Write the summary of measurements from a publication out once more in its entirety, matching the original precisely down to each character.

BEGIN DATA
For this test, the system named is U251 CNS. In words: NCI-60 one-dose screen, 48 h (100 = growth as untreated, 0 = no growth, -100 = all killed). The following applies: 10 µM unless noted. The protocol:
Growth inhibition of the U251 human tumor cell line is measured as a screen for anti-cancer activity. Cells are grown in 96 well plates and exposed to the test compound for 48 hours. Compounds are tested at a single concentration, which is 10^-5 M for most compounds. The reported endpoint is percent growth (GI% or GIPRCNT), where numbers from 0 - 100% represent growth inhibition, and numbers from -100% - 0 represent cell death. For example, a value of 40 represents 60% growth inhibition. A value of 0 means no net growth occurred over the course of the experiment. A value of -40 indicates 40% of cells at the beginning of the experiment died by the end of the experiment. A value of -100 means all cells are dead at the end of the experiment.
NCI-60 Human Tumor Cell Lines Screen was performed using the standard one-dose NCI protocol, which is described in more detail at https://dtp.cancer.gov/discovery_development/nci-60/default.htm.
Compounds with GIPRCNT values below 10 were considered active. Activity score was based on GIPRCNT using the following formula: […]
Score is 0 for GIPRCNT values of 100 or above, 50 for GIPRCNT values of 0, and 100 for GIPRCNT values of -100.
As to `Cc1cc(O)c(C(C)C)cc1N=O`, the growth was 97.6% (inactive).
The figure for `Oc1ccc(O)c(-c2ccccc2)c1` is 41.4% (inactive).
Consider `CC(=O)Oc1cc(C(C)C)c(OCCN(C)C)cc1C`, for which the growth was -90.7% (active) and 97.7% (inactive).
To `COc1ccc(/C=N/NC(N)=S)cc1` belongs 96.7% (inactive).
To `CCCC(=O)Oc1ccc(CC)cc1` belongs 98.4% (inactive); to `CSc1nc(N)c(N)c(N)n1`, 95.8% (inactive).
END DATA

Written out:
For this test, the system named is U251 CNS. In words: NCI-60 one-dose screen, 48 h (100 = growth as untreated, 0 = no growth, -100 = all killed). The following applies: 10 µM unless noted. The protocol:
Growth inhibition of the U251 human tumor cell line is measured as a screen for anti-cancer activity. Cells are grown in 96 well plates and exposed to the test compound for 48 hours. Compounds are tested at a single concentration, which is 10^-5 M for most compounds. The reported endpoint is percent growth (GI% or GIPRCNT), where numbers from 0 - 100% represent growth inhibition, and numbers from -100% - 0 represent cell death. For example, a value of 40 represents 60% growth inhibition. A value of 0 means no net growth occurred over the course of the experiment. A value of -40 indicates 40% of cells at the beginning of the experiment died by the end of the experiment. A value of -100 means all cells are dead at the end of the experiment.
NCI-60 Human Tumor Cell Lines Screen was performed using the standard one-dose NCI protocol, which is described in more detail at https://dtp.cancer.gov/discovery_development/nci-60/default.htm.
Compounds with GIPRCNT values below 10 were considered active. Activity score was based on GIPRCNT using the following formula: […]
Score is 0 for GIPRCNT values of 100 or above, 50 for GIPRCNT values of 0, and 100 for GIPRCNT values of -100.
As to `Cc1cc(O)c(C(C)C)cc1N=O`, the growth was 97.6% (inactive).
The figure for `Oc1ccc(O)c(-c2ccccc2)c1` is 41.4% (inactive).
Consider `CC(=O)Oc1cc(C(C)C)c(OCCN(C)C)cc1C`, for which the growth was -90.7% (active) and 97.7% (inactive).
To `COc1ccc(/C=N/NC(N)=S)cc1` belongs 96.7% (inactive).
To `CCCC(=O)Oc1ccc(CC)cc1` belongs 98.4% (inactive); to `CSc1nc(N)c(N)c(N)n1`, 95.8% (inactive).